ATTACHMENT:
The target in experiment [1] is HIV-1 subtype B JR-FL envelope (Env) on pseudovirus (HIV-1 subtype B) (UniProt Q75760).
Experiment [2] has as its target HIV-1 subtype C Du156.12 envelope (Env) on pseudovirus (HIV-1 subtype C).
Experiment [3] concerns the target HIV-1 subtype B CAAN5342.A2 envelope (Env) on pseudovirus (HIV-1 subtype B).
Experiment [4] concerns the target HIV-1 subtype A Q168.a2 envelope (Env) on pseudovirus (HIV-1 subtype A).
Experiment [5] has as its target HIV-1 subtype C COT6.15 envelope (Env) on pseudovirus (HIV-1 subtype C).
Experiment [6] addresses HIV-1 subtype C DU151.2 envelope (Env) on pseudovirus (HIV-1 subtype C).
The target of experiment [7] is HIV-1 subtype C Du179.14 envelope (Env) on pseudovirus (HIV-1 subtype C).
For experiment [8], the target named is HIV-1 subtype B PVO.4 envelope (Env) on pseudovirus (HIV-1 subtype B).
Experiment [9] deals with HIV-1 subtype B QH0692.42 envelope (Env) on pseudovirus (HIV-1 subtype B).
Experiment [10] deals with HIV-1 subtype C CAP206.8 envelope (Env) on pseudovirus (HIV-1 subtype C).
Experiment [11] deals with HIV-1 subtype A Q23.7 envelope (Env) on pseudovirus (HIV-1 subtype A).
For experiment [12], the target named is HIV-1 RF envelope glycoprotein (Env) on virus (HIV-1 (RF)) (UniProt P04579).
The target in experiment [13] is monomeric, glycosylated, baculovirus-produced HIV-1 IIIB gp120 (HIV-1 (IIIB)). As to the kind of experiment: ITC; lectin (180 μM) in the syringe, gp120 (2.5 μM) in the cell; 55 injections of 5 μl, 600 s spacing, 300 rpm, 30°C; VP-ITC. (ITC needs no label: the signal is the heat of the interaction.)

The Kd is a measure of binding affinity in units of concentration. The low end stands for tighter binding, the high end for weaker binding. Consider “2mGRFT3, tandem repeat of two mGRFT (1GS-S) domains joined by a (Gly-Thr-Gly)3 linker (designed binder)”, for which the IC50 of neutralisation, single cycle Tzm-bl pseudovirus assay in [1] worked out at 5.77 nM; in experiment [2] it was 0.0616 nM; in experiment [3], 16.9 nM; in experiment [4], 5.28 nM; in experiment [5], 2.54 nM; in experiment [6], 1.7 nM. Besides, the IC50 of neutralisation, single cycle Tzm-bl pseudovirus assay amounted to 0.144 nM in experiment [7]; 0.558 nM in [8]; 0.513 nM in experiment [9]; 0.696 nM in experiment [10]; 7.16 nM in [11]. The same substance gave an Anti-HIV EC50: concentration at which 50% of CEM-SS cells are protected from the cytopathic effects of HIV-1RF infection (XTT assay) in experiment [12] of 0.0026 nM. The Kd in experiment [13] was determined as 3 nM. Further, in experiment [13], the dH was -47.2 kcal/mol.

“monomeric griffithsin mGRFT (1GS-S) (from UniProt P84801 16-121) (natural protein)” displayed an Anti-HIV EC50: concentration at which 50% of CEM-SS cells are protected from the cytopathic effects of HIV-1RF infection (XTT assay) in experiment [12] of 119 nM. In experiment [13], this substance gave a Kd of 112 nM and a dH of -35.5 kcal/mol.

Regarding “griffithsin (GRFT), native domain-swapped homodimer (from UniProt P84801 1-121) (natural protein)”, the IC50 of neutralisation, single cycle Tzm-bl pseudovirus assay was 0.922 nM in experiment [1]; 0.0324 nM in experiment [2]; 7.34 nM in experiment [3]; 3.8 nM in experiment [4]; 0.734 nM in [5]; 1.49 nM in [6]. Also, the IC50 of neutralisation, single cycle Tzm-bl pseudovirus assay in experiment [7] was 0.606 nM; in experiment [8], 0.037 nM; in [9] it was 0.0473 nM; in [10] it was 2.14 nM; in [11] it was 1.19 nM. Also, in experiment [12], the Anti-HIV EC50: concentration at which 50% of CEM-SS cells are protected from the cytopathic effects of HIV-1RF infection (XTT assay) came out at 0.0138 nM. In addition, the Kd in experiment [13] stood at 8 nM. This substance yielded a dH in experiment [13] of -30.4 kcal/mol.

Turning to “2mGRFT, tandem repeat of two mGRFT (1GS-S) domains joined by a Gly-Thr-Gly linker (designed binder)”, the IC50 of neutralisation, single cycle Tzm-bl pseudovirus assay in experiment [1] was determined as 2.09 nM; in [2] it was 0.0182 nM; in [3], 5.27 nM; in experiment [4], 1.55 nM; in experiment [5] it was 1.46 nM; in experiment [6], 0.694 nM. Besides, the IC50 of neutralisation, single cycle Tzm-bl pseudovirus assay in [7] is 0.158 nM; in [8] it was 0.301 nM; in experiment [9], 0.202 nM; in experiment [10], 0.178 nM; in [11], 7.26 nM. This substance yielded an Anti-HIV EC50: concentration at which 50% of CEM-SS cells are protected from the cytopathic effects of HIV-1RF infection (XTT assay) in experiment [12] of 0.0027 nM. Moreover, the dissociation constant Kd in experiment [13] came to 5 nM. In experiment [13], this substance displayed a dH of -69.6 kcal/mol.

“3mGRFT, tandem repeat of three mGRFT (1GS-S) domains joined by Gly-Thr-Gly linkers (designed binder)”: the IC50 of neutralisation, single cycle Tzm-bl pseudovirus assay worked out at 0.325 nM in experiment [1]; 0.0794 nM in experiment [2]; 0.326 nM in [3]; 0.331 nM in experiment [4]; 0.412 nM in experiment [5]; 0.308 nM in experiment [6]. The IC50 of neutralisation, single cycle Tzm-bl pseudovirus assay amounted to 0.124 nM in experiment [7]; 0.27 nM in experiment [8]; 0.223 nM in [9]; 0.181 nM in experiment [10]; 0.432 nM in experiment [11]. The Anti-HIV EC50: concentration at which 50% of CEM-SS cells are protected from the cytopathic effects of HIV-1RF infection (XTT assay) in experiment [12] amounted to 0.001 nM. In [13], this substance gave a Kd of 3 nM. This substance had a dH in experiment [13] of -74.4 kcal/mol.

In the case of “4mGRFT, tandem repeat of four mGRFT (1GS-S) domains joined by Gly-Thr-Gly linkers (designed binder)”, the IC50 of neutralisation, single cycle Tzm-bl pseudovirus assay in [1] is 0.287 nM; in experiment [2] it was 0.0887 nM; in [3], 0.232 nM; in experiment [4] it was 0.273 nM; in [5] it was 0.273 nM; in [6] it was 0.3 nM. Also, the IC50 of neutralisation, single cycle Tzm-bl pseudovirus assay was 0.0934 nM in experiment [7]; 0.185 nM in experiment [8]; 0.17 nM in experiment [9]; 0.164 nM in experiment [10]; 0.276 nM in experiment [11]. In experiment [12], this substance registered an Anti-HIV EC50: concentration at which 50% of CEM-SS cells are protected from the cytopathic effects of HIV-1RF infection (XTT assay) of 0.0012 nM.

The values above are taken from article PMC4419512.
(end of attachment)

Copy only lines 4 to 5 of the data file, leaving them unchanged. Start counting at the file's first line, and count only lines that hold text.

Experiment [4] concerns the target HIV-1 subtype A Q168.a2 envelope (Env) on pseudovirus (HIV-1 subtype A).
Experiment [5] has as its target HIV-1 subtype C COT6.15 envelope (Env) on pseudovirus (HIV-1 subtype C).